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Two TikTok Celebrities Charged For Alleged L.A. House Parties During Pandemic

Two TikTok Celebrities Charged For Alleged L.A. House Parties During Pandemic
HAIKOU, HAINAN, CHINA - 2020/08/23: In this photo illustration, a TikTok logo seen displayed on a smartphone with a computer in the background. ByteDance, parent company of popular video-sharing app TikTok on Sunday confirmed it would be filing a lawsuit on Monday local time against the Trump administration over the executive order signed by President Donald Trump banning its service in the United States.\Two TikTok celebrities based in Los Angeles have been hit with criminal charges for allegedly hosting large parties in violation of pandemic restrictions and a local party house ordinance, the city attorney said Friday.
L.A. City Attorney Mike Feuer announced the misdemeanor charges during a press conference on Friday, and accused Bryce Hall, 21, and Blake Gray, 19, of not only hosting large parties, but also of serving as poor role models amidst a pandemic.“With hundreds of people attending, loud music all night long and cars blocking access for emergency vehicles, party houses are really out of control nightclubs, and they’ve hijacked the quality of life of neighbors nearby. As if that weren’t enough, the hosts are incredibly irresponsible, with COVID-19 spreading and parties banned because of it. We’ve got to put a stop to it,” said Feuer in a statement.
“If you have a combined 19-million followers on TikTok during this health crisis, you should be modeling good behavior  not brazenly violating the law and posting videos about it, as we allege,” he added.
According to the Associated Press, Feuer admitted that he isn’t aware of any coronavirus outbreaks linked to the parties, the first of which was reportedly hosted on August 8 and the most recent of which was hosted on August 14.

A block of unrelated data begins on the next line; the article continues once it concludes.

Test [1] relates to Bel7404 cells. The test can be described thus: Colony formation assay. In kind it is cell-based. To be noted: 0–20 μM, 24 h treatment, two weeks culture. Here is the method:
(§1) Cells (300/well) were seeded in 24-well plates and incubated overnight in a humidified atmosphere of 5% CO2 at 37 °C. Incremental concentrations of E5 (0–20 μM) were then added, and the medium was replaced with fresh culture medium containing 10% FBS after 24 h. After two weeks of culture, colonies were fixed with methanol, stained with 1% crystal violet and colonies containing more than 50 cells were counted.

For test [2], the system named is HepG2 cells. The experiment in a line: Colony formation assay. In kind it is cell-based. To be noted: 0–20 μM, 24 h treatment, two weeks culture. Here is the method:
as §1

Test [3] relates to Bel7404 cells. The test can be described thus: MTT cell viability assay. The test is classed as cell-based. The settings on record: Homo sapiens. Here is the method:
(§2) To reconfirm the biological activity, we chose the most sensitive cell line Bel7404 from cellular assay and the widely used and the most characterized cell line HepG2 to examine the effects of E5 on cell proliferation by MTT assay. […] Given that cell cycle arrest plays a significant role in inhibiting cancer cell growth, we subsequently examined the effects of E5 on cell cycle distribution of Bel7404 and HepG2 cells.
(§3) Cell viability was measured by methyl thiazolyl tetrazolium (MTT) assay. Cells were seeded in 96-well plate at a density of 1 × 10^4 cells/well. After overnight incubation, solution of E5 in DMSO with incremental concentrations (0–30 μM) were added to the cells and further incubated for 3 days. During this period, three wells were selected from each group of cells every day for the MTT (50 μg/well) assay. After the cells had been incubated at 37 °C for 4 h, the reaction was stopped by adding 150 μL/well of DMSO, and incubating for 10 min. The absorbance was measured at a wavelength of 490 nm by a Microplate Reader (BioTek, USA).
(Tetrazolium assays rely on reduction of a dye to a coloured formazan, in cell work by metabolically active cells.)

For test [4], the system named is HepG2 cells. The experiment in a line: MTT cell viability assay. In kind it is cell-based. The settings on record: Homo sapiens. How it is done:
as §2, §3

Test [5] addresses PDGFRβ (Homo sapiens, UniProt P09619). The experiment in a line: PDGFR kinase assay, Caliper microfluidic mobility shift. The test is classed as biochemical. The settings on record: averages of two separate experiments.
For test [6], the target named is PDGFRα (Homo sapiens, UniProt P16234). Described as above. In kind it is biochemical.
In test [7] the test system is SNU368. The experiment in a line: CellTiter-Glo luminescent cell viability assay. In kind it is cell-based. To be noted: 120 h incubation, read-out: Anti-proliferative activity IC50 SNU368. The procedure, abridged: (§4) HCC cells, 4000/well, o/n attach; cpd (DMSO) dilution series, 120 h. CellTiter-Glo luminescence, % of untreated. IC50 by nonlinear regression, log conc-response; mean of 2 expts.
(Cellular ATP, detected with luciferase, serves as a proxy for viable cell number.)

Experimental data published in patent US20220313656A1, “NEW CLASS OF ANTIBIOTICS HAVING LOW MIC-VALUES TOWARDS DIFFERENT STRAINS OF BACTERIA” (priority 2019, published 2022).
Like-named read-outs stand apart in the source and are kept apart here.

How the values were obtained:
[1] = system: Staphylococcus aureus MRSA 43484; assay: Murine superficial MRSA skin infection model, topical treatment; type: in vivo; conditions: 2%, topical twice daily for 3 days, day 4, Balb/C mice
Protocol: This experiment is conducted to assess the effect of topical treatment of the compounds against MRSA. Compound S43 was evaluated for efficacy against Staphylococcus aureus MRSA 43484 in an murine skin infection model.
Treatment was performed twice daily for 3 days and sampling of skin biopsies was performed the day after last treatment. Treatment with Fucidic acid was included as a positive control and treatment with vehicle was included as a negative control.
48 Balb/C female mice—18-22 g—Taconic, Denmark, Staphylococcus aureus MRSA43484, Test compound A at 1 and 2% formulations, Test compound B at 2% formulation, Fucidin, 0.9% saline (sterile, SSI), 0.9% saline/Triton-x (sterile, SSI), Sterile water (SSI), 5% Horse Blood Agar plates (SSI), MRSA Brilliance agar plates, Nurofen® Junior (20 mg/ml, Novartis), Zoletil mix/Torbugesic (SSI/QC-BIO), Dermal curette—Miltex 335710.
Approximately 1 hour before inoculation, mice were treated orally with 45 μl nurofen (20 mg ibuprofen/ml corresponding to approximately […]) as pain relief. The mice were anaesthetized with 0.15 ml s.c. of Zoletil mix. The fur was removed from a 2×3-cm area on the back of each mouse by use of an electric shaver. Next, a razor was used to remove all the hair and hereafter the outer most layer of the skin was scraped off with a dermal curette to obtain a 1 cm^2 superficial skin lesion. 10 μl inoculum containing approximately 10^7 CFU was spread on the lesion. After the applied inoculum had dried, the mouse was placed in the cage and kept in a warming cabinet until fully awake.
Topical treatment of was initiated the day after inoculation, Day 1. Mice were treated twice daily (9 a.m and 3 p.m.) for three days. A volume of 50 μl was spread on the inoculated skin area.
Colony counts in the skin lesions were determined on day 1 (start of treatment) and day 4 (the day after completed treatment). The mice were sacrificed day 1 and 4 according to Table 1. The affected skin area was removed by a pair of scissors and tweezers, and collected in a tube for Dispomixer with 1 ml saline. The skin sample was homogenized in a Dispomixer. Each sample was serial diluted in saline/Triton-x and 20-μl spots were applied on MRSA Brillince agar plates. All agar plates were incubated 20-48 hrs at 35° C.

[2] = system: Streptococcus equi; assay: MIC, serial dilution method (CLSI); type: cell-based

The local party house ordinance, which is not specific to the coronavirus pandemic, was passed back in 2018 to reign in the rowdiness associated with massive residential parties. Feuer also announced separate charges against two home-owners for violating the ordinance.
“The problem of residential homes being used as de facto nightclubs has been growing for years. It’s not just a nuisance in otherwise quiet neighborhoods – it is a real danger,” said City Council member David Ryu back in 2018.
Earlier this month, Los Angeles Mayor Eric Garcetti (D) authorized the city to shut off the power to the TikTok celebrity house, which he said was endangering the community with massive parties.
“Despite several warnings, this house has turned into a nightclub in the hills, hosting large gatherings in flagrant violation of our public health orders,” said the mayor, emphasizing that the move was designed to stop “parties that endanger our community.”
“It isn’t just the party house itself that’s affected,” added the L.A. city attorney in his remarks Friday. “These individuals who attend your parties could leave and spread [coronavirus] to siblings, to parents, to co-workers, to others in the public.”
“We are very much on the right track, finally, in L.A. county, in driving down the curve. These super-spreader parties cannot prevent us from making progress. Everyone’s health in our community depends on our remaining vigilant,” he said.
The penalties for the misdemeanor charge include up to one year in jail and a fine of $2,000, according to the city attorney.

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